I know we have long given up on expecting members of our puppet government to walk their talk, but they aren’t exactly of zero value either, because when they face an international audience and can’t talk their talk in English properly, they can at least provide practical demonstrations of how not to use the language.
Take for example Chief Secretary Matthew Cheung Kin-chung‘s （張建宗） recent letter to The Washington Post defending the government’s move to arrest 53 pro-democracy figures. Here is a paragraph from Cheung’s text:
“Those arrested on Jan. 6 are suspected to have committed the offense of subversion. They were suspected to have conspired to obtain 35 or more seats in the Legislative Council through their “35-plus” and “10-step mutual destruction plan,” and conducting “primaries” among themselves in July, with a view to recklessly and blindly vetoing the government budget and public funding applications, forcing the resignation of the chief executive. The plan aimed to paralyze the government and, coupled with massive riots and other measures, bring society to a complete standstill.”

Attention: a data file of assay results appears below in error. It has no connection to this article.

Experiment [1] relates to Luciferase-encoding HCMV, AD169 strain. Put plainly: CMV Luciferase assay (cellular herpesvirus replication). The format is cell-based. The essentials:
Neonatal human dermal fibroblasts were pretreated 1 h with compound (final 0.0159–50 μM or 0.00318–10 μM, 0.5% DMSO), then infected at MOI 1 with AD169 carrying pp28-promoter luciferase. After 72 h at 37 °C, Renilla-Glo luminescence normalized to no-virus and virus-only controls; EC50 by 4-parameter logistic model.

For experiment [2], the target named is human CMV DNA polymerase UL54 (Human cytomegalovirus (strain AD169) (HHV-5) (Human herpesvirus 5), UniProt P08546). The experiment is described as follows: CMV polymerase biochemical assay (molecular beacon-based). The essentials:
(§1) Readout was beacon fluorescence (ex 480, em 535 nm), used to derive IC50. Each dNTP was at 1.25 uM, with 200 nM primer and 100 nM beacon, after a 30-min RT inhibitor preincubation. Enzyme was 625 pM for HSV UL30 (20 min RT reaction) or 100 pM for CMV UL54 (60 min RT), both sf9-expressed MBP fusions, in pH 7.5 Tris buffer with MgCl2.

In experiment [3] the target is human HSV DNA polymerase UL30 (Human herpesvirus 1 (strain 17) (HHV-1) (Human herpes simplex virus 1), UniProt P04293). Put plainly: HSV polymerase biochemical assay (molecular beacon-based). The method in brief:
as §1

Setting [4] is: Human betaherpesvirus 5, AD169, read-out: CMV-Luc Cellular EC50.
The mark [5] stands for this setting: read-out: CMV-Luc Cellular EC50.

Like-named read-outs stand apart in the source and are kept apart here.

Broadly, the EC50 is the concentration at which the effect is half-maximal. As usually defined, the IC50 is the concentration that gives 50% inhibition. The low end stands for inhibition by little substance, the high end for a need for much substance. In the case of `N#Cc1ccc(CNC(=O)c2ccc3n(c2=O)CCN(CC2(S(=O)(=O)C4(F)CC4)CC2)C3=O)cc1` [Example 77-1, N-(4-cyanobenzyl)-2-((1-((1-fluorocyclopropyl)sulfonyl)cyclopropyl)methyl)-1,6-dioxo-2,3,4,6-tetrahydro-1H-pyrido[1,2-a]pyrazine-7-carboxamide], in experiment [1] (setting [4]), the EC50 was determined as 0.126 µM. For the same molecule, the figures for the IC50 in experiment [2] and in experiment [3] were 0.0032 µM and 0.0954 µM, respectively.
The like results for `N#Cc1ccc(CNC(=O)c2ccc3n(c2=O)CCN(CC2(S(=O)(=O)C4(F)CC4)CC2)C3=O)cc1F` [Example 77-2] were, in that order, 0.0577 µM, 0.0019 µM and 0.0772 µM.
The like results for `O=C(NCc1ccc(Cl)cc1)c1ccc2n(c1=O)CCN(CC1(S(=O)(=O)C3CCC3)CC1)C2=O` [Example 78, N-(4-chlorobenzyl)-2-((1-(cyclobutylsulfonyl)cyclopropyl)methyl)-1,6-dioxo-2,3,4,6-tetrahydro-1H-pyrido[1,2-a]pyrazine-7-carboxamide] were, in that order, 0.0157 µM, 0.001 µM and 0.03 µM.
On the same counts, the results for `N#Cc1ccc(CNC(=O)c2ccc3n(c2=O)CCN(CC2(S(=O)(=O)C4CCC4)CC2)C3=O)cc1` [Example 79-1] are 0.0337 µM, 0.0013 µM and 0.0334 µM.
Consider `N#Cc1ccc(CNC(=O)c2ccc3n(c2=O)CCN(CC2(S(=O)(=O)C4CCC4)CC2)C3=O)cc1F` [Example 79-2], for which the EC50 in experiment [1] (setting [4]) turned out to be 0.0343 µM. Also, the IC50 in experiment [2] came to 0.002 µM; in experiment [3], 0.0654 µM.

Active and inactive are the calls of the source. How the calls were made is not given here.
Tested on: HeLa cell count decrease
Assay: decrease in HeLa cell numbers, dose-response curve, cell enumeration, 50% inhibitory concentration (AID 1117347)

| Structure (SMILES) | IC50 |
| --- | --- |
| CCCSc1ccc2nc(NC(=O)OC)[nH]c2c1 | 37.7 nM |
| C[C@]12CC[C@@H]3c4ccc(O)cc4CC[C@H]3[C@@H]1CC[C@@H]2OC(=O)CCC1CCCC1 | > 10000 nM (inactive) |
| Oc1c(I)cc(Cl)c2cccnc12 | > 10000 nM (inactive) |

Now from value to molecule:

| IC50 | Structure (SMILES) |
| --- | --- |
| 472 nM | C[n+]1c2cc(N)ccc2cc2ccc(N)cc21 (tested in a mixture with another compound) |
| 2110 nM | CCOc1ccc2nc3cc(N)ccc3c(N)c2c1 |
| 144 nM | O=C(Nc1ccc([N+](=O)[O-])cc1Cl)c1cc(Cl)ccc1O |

The second sentence – an interminable 53 words in length – is incoherent and ungrammatical. For one thing, Cheung can’t simply expect non-Hong Kong readers to have the necessary background knowledge to understand “35-plus” and the “10-step mutual destruction plan.” To western ears, Cheung’s clumsy translation of 攬抄 may sound like an elaborate scheme to get hold of, say, China’s nuclear weapons!
I would have re-written the paragraph as follows:
“Those arrested on Jan. 6 on subversion charges are suspected to have conspired to seize a majority in the Legislative Council through illegal means, with a view to paralyzing the government and bringing about the resignation of the chief executive. Should their scheme succeed, they would also in effect take control of the government’s purse strings, which would enable them to use taxpayer money to stage city-wide protests and other nefarious activities that would bring society to a standstill.”
My version is much more reader-friendly because instead of referring to “35-plus” and the “10-step mutual destruction plan,” I simply presented the substance of these tactics in plain English. I also re-arranged the order in which the material is presented, so that the reader gets introduced to the content in a logical manner.